It works by finding 2n+1 with n from 1 to k, but not where 2n+1 would be divisible by one of the already known primes. I'd like to know if the program can find every prime, and if so, how it compares to the efficiency of other algorithms.

def f(n):
   b, a = 1, 1
   for i in primes:
   return b
while k > n:
   if f(n) >= 1:
print primes

1 Answer 1


Before we talk about efficiency, let's talk about something very important: readability. It took me an unreasonably long time to understand what it was your code was doing, due to lots of single-letter variable names, confusing flow control, and odd choices for functions.

Checking for primality

Let's start with f. f is apparently determining the primality of n, so let's call it is_prime. Furthermore, it's not actually determining the primality of n, it's determining the primality of 2n+1. That's too much for one function - let's change it's responsibility to take the number it tests. The way you're doing it (taking the % against every prime) is a good algorithm, but then you're multiplying the mods together. That doesn't make sense as an operation. You don't care about the product, you care if any of them are zero! And as soon as one of them is zero, you can return False.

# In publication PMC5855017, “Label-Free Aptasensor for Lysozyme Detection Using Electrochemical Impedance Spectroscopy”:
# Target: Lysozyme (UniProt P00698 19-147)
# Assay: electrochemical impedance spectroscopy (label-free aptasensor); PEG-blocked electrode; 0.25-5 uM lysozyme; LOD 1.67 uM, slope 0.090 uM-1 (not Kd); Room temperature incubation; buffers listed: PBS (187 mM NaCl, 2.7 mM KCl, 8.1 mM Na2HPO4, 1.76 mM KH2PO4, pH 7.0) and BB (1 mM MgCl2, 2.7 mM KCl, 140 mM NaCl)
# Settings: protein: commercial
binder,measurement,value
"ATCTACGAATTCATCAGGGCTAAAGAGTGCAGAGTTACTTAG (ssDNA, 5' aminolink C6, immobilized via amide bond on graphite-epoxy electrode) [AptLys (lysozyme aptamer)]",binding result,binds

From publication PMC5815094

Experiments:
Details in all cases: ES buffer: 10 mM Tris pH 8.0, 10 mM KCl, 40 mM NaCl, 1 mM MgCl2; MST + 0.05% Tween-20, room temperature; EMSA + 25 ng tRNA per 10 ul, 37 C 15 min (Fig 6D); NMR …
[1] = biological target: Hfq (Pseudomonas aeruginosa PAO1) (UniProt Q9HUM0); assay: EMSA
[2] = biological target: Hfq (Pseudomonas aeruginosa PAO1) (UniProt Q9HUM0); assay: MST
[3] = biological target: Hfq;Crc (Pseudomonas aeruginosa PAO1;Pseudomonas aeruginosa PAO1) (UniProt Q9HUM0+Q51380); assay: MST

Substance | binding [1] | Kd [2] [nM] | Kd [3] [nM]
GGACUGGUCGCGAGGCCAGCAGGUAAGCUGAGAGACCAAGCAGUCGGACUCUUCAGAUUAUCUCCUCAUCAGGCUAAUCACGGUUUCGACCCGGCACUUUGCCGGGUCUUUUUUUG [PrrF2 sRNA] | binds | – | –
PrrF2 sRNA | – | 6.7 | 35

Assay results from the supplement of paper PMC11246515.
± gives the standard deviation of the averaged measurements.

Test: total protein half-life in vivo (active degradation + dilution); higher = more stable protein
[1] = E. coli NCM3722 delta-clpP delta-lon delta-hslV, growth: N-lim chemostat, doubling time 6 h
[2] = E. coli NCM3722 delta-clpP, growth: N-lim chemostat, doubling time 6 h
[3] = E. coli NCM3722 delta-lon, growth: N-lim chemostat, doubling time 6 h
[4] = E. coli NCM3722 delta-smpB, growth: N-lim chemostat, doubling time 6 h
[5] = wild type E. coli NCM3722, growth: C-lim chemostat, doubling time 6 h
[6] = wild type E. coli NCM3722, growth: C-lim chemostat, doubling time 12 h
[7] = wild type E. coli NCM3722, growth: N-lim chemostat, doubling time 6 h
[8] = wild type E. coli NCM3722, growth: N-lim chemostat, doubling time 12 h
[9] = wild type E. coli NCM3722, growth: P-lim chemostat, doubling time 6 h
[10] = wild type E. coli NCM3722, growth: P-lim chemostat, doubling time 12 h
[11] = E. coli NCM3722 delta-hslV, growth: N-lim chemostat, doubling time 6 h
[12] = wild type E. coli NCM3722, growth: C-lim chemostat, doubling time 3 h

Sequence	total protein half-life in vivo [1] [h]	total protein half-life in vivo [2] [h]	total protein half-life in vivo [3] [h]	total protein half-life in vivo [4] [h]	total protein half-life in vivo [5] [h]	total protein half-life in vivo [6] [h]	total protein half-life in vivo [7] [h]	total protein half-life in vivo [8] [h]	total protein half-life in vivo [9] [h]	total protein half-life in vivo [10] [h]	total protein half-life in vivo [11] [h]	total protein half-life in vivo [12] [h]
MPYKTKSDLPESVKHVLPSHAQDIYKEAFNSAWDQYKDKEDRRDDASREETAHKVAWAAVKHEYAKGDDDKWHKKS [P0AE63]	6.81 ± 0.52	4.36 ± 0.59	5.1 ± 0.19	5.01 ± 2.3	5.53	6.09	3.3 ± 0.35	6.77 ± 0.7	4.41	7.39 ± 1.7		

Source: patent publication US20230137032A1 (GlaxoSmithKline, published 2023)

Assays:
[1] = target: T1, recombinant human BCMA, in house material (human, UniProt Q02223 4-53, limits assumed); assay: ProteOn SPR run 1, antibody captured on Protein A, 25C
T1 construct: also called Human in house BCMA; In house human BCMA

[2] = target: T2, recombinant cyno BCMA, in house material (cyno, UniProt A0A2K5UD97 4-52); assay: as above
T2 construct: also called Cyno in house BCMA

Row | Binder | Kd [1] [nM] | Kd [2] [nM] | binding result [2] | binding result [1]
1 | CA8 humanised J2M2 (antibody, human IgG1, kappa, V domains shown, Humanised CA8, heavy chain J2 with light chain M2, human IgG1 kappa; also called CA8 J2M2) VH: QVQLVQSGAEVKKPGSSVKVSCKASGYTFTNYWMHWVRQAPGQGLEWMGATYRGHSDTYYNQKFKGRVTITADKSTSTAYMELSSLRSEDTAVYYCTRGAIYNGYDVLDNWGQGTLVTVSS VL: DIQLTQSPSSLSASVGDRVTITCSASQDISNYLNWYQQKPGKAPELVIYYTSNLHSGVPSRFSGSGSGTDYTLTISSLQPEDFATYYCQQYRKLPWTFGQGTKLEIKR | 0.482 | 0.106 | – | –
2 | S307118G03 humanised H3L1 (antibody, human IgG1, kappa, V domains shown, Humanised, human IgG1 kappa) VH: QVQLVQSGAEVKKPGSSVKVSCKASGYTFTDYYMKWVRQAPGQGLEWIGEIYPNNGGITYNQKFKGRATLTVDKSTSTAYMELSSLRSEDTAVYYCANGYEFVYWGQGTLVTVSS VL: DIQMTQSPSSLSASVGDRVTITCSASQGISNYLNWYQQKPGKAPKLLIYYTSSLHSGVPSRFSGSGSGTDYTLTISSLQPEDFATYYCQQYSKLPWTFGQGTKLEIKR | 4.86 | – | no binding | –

Here's a clearer function:

def is_prime(n):
    for p in primes:
        if n%p == 0:
            return False
    return True

Or if you're generator inclined:

def is_prime(n):
    return not any(n%p == 0 for p in primes)

Main Loop

We need to find k primes. You are keeping track of this by comparing k to n and occasionally incrementing k. That is confusing. Since we're already keeping track of all the primes, the termination condition should be:

len(primes) >= k

And then we can handle iteration by the odd numbers with itertools.count():

num_primes = input()
primes = [2]

def is_prime(n): ...

for n in itertools.count(start=3, step=2):
    if is_prime(n):

        if len(primes) >= num_primes:

This program is far easier to understand.


We could do better in terms of efficiency. At a first approach, we're checking all the odd numbers but we can drop the multiples of 3 earlier by simply writing our own generator that spits out 3, 5, and then alternates adding 2 and 4. That's a quick optimization that let's us keep the same algorithm.

Better would be to use an entirely different, and very well-known algorithm: the Sieve of Eratosthenes. It is a much better algorithm for this problem.

  • \$\begingroup\$ Thanks for the answer. This is was one of the first programs I made, and I was unsure about a lot of things, but your response was very helpful. \$\endgroup\$ Commented Oct 17, 2015 at 16:24

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